1. Meaning and Purpose
Meaning and purpose come from living your best life and a life focused on something larger than yourself. The meaning of your life is based on achieving the best version of yourself -the best you that you can be. Your purpose is what drives you, why you get out of bed in the morning, and why you keep going and work hard.
These two things can be separate or intertwined. They can be as simple or as complex as you want. Your purpose might be focused outward, towards something such as a charity, religious cause, or caring for your family, or inward, like the quest for self-actualization.
2. A Positive Outlook
Happy people universally have a positive outlook, therefore cultivating one is essential to achieving happiness. Everyone is born with an outlook unique to them that might be more or less happy. This is known as a “base” level of happiness, but it isn’t static. Your outlook can change throughout life, and you can work to improve yours. How to do that will be the focus of a later section.
3. Hopes & Dreams
Knowing what you want from life is another core building block of happiness. And not just knowing what that is, but actively working towards it. This means that you have concrete hopes and dreams that you want to realize and that you set goals to help you achieve them. There’s an old saying: if you don’t know where you’re going, any road will do. That may be true, but it won’t take you to happiness. You’ve got to know where you’re going if you want to get there.
4. Healthy Relationships
No human being can be happy or completely mentally sound without having at least a few healthy relationships. This is the nature of being a social animal; we’re designed for social interaction, and that interaction must be healthy and positive to produce good results. You don’t have to have dozens of relationships; a handful of deep, close connections that are healthy are enough.
Happy people love themselves. This also translates into liking and caring for themselves. So, self-love is another one of the core building blocks of happiness. If you don’t learn to like yourself, you’ll be unhappy for the rest of your life. How do you do that? You start by accepting yourself for who you are and by no longer trying to be someone you’re not. That’s easier said than done, and there will be a discussion of that below.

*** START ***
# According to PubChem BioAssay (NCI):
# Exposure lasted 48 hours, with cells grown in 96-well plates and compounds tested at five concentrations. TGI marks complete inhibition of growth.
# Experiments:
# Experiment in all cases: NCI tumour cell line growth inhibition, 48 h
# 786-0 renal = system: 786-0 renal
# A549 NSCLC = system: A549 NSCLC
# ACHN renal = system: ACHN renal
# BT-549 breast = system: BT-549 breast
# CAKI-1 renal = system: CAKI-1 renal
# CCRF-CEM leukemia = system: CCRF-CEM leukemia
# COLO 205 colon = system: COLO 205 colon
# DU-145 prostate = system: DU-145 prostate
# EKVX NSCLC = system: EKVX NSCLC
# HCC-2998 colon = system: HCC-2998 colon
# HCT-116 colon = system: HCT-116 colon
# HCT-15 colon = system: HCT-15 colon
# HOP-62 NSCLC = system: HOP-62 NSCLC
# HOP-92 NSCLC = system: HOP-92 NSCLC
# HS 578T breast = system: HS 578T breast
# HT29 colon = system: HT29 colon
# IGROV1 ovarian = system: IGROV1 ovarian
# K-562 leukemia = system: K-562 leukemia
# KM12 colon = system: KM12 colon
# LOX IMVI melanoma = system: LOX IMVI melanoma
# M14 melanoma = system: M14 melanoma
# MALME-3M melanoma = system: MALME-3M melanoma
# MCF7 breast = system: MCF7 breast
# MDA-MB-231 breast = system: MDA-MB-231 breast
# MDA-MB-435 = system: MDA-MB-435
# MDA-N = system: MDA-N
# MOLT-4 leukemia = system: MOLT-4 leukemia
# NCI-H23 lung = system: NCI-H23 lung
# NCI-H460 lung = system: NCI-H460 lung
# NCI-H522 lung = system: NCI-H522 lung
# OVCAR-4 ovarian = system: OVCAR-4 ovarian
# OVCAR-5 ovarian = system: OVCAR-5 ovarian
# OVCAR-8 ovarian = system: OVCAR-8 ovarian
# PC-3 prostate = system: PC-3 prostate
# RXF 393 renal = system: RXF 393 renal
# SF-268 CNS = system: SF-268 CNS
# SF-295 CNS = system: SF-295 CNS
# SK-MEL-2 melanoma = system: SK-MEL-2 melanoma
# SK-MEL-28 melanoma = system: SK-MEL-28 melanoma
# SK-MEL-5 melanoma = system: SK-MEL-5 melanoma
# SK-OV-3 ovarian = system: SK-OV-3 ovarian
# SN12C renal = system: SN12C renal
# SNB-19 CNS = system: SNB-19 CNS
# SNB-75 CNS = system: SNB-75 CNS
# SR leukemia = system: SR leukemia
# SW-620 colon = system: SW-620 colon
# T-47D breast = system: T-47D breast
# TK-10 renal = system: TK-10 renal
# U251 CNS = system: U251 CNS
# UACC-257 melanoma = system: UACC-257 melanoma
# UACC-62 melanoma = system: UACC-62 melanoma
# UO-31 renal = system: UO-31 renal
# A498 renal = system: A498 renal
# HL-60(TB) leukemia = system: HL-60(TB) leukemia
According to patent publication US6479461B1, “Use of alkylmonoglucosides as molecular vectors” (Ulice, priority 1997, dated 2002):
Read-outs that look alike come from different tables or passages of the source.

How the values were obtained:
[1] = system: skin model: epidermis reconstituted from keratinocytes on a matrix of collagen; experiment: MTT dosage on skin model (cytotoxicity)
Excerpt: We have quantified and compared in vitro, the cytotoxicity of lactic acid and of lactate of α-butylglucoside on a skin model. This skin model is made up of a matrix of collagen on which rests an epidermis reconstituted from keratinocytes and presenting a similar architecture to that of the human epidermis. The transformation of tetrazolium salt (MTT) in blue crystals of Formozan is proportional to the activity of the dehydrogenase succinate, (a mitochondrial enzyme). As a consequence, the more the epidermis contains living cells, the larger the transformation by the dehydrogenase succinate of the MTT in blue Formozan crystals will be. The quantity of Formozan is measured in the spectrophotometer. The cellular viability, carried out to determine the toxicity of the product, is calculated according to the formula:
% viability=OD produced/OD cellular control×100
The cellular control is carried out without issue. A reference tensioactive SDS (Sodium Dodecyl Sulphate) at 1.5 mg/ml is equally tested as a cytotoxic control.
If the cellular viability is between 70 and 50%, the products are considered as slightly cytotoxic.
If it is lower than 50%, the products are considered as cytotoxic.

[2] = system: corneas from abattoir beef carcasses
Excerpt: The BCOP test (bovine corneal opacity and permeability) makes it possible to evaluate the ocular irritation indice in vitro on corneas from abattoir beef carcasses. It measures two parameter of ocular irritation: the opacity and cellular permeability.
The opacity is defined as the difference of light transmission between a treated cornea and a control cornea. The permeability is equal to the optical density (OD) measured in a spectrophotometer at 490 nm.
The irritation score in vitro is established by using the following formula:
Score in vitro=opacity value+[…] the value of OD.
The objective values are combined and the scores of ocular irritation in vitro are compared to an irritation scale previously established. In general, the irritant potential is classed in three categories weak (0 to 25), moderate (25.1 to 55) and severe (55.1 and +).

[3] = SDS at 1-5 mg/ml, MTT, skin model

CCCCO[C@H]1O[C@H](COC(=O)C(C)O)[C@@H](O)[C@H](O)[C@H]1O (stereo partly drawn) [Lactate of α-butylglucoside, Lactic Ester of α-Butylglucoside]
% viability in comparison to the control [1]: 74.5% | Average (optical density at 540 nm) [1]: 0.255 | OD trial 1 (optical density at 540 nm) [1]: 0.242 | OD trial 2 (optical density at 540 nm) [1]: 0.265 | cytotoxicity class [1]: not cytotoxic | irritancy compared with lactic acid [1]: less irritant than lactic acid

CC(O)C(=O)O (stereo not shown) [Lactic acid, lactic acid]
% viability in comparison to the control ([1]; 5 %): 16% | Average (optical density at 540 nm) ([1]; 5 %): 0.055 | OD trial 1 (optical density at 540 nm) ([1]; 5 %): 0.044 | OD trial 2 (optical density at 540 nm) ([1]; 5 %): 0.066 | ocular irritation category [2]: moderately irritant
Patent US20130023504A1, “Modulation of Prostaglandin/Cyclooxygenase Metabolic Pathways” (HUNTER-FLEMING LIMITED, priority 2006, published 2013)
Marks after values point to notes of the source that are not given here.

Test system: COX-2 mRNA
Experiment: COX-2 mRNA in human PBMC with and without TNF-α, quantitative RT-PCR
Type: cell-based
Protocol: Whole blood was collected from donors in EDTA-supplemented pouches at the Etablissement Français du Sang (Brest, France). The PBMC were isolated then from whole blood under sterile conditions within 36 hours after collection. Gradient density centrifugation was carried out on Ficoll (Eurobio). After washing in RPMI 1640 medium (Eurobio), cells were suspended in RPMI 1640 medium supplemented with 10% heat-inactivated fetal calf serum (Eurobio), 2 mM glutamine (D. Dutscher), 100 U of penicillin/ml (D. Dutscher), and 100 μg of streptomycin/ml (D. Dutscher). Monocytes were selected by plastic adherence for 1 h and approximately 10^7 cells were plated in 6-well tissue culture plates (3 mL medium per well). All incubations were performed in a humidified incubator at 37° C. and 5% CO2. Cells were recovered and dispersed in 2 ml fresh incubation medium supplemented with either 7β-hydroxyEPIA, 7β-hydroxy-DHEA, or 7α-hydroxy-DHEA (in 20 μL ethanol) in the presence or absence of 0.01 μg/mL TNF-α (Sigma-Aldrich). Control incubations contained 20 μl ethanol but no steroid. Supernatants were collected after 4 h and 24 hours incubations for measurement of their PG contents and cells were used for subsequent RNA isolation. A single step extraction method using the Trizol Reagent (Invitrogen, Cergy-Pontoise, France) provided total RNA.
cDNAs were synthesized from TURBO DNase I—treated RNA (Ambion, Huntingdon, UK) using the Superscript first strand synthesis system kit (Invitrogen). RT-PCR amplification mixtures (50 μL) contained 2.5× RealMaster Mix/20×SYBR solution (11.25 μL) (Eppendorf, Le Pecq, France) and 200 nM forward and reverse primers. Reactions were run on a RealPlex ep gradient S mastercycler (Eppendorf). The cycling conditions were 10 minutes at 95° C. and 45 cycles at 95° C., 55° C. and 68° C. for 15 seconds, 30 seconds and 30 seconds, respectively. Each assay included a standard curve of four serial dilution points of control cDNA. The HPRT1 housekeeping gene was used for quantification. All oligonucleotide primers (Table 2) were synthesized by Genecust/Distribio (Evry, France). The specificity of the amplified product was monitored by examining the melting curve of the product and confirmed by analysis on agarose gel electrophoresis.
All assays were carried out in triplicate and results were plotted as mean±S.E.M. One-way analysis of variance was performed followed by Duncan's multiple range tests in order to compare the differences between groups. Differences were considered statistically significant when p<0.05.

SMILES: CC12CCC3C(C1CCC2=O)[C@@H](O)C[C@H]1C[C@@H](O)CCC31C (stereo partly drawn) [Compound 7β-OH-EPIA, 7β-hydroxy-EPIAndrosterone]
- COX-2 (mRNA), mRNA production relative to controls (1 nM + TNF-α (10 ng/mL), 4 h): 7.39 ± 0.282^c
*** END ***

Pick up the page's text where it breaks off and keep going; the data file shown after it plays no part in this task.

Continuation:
It's Time to Create Your Personal Definition of a Happy Life
Before you go any further on your journey, you need to decide where it is that you’re aiming to go. Take a look back at the list of core building blocks of happiness and the characteristics happy people have in common. Some of these can be accomplished anytime and anywhere but others are place, time, and person-specific. Recall also that the definition of a happy life varies for everyone.
This is because everyone is different. One person would be happiest living by themselves in a mountain cabin far away from the nearest town but miserable in a city. A city lover would have the exact opposite experience. Other people would be somewhere in between. This is where your hopes and dreams come in -to live your best life, you have to live authentically to who you are and what you want from life.
A happy life is person-specific. What would yours look like? Think about this question seriously. If you were living your best life, what would it look like? Be specific. Where would you live? Who would you live with? What kind of house would you live in? Would you be in the city, the country, the suburbs, or somewhere in between? Would you rather have access to the city, the beach, or the mountains? Or all of the above?